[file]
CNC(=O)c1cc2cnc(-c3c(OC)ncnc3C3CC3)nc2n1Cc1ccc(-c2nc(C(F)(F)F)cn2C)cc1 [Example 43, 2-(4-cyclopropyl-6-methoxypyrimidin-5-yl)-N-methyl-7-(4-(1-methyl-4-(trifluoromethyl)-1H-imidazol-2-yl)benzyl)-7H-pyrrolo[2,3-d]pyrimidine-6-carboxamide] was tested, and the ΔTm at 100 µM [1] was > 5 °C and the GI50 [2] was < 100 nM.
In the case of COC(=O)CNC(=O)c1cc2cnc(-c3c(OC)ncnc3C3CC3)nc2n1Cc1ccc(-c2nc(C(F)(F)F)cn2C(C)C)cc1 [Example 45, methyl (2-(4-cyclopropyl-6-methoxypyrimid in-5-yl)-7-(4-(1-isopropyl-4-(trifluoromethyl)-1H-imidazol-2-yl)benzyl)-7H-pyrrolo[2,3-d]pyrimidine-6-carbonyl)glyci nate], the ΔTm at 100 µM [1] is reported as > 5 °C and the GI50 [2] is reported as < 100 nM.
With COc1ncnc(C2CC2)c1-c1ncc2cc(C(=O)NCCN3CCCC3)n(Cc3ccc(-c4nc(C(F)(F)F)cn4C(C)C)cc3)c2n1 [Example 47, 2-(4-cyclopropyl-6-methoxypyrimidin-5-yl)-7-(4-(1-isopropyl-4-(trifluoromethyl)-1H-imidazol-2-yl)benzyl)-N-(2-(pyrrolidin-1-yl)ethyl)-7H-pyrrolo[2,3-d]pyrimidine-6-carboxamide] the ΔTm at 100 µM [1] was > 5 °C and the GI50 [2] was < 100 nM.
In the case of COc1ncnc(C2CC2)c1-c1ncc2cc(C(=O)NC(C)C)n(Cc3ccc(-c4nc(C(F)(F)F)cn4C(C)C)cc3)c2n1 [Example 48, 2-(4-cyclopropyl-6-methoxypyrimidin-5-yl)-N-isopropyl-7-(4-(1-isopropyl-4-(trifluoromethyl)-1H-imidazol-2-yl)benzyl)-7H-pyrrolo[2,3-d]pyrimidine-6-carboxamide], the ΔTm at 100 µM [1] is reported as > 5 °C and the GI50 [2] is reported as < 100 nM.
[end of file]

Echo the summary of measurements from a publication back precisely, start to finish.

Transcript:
CNC(=O)c1cc2cnc(-c3c(OC)ncnc3C3CC3)nc2n1Cc1ccc(-c2nc(C(F)(F)F)cn2C)cc1 [Example 43, 2-(4-cyclopropyl-6-methoxypyrimidin-5-yl)-N-methyl-7-(4-(1-methyl-4-(trifluoromethyl)-1H-imidazol-2-yl)benzyl)-7H-pyrrolo[2,3-d]pyrimidine-6-carboxamide] was tested, and the ΔTm at 100 µM [1] was > 5 °C and the GI50 [2] was < 100 nM.
In the case of COC(=O)CNC(=O)c1cc2cnc(-c3c(OC)ncnc3C3CC3)nc2n1Cc1ccc(-c2nc(C(F)(F)F)cn2C(C)C)cc1 [Example 45, methyl (2-(4-cyclopropyl-6-methoxypyrimid in-5-yl)-7-(4-(1-isopropyl-4-(trifluoromethyl)-1H-imidazol-2-yl)benzyl)-7H-pyrrolo[2,3-d]pyrimidine-6-carbonyl)glyci nate], the ΔTm at 100 µM [1] is reported as > 5 °C and the GI50 [2] is reported as < 100 nM.
With COc1ncnc(C2CC2)c1-c1ncc2cc(C(=O)NCCN3CCCC3)n(Cc3ccc(-c4nc(C(F)(F)F)cn4C(C)C)cc3)c2n1 [Example 47, 2-(4-cyclopropyl-6-methoxypyrimidin-5-yl)-7-(4-(1-isopropyl-4-(trifluoromethyl)-1H-imidazol-2-yl)benzyl)-N-(2-(pyrrolidin-1-yl)ethyl)-7H-pyrrolo[2,3-d]pyrimidine-6-carboxamide] the ΔTm at 100 µM [1] was > 5 °C and the GI50 [2] was < 100 nM.
In the case of COc1ncnc(C2CC2)c1-c1ncc2cc(C(=O)NC(C)C)n(Cc3ccc(-c4nc(C(F)(F)F)cn4C(C)C)cc3)c2n1 [Example 48, 2-(4-cyclopropyl-6-methoxypyrimidin-5-yl)-N-isopropyl-7-(4-(1-isopropyl-4-(trifluoromethyl)-1H-imidazol-2-yl)benzyl)-7H-pyrrolo[2,3-d]pyrimidine-6-carboxamide], the ΔTm at 100 µM [1] is reported as > 5 °C and the GI50 [2] is reported as < 100 nM.